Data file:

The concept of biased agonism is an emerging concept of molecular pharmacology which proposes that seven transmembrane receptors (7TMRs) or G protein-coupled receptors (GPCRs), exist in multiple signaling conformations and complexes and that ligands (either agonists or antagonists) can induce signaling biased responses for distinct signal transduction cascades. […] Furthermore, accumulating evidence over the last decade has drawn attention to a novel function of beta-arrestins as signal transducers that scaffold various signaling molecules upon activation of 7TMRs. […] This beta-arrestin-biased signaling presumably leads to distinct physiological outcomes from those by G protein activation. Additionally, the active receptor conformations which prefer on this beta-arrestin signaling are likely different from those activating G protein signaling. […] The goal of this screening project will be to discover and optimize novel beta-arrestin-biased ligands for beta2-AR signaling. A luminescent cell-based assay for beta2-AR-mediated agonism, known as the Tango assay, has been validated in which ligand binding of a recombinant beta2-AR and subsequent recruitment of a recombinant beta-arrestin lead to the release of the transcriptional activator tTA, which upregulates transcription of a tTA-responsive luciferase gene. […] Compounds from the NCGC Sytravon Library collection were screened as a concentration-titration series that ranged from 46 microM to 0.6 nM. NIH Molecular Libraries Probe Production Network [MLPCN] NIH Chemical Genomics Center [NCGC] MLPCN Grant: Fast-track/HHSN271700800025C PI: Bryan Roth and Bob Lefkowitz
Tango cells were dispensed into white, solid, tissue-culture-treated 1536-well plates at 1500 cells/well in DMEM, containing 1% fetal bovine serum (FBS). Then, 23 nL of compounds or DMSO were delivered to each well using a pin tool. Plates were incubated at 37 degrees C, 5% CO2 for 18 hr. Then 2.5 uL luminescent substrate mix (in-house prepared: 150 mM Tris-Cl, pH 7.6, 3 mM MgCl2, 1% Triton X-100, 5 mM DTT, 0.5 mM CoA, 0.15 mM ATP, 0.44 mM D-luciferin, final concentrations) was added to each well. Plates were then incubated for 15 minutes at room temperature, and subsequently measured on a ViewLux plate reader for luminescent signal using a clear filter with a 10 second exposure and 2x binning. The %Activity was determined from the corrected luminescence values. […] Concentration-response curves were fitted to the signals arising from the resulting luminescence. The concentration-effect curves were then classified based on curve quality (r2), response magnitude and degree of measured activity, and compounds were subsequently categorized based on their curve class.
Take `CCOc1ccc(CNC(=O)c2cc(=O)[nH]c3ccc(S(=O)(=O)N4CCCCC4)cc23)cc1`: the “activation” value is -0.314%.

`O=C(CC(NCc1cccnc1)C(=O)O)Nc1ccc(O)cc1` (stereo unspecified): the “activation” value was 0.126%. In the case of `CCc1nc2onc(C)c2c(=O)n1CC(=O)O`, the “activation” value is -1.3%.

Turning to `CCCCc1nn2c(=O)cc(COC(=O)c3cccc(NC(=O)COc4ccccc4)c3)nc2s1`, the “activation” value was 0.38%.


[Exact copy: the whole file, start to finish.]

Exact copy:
The concept of biased agonism is an emerging concept of molecular pharmacology which proposes that seven transmembrane receptors (7TMRs) or G protein-coupled receptors (GPCRs), exist in multiple signaling conformations and complexes and that ligands (either agonists or antagonists) can induce signaling biased responses for distinct signal transduction cascades. […] Furthermore, accumulating evidence over the last decade has drawn attention to a novel function of beta-arrestins as signal transducers that scaffold various signaling molecules upon activation of 7TMRs. […] This beta-arrestin-biased signaling presumably leads to distinct physiological outcomes from those by G protein activation. Additionally, the active receptor conformations which prefer on this beta-arrestin signaling are likely different from those activating G protein signaling. […] The goal of this screening project will be to discover and optimize novel beta-arrestin-biased ligands for beta2-AR signaling. A luminescent cell-based assay for beta2-AR-mediated agonism, known as the Tango assay, has been validated in which ligand binding of a recombinant beta2-AR and subsequent recruitment of a recombinant beta-arrestin lead to the release of the transcriptional activator tTA, which upregulates transcription of a tTA-responsive luciferase gene. […] Compounds from the NCGC Sytravon Library collection were screened as a concentration-titration series that ranged from 46 microM to 0.6 nM. NIH Molecular Libraries Probe Production Network [MLPCN] NIH Chemical Genomics Center [NCGC] MLPCN Grant: Fast-track/HHSN271700800025C PI: Bryan Roth and Bob Lefkowitz
Tango cells were dispensed into white, solid, tissue-culture-treated 1536-well plates at 1500 cells/well in DMEM, containing 1% fetal bovine serum (FBS). Then, 23 nL of compounds or DMSO were delivered to each well using a pin tool. Plates were incubated at 37 degrees C, 5% CO2 for 18 hr. Then 2.5 uL luminescent substrate mix (in-house prepared: 150 mM Tris-Cl, pH 7.6, 3 mM MgCl2, 1% Triton X-100, 5 mM DTT, 0.5 mM CoA, 0.15 mM ATP, 0.44 mM D-luciferin, final concentrations) was added to each well. Plates were then incubated for 15 minutes at room temperature, and subsequently measured on a ViewLux plate reader for luminescent signal using a clear filter with a 10 second exposure and 2x binning. The %Activity was determined from the corrected luminescence values. […] Concentration-response curves were fitted to the signals arising from the resulting luminescence. The concentration-effect curves were then classified based on curve quality (r2), response magnitude and degree of measured activity, and compounds were subsequently categorized based on their curve class.
Take `CCOc1ccc(CNC(=O)c2cc(=O)[nH]c3ccc(S(=O)(=O)N4CCCCC4)cc23)cc1`: the “activation” value is -0.314%.

`O=C(CC(NCc1cccnc1)C(=O)O)Nc1ccc(O)cc1` (stereo unspecified): the “activation” value was 0.126%. In the case of `CCc1nc2onc(C)c2c(=O)n1CC(=O)O`, the “activation” value is -1.3%.

Turning to `CCCCc1nn2c(=O)cc(COC(=O)c3cccc(NC(=O)COc4ccccc4)c3)nc2s1`, the “activation” value was 0.38%.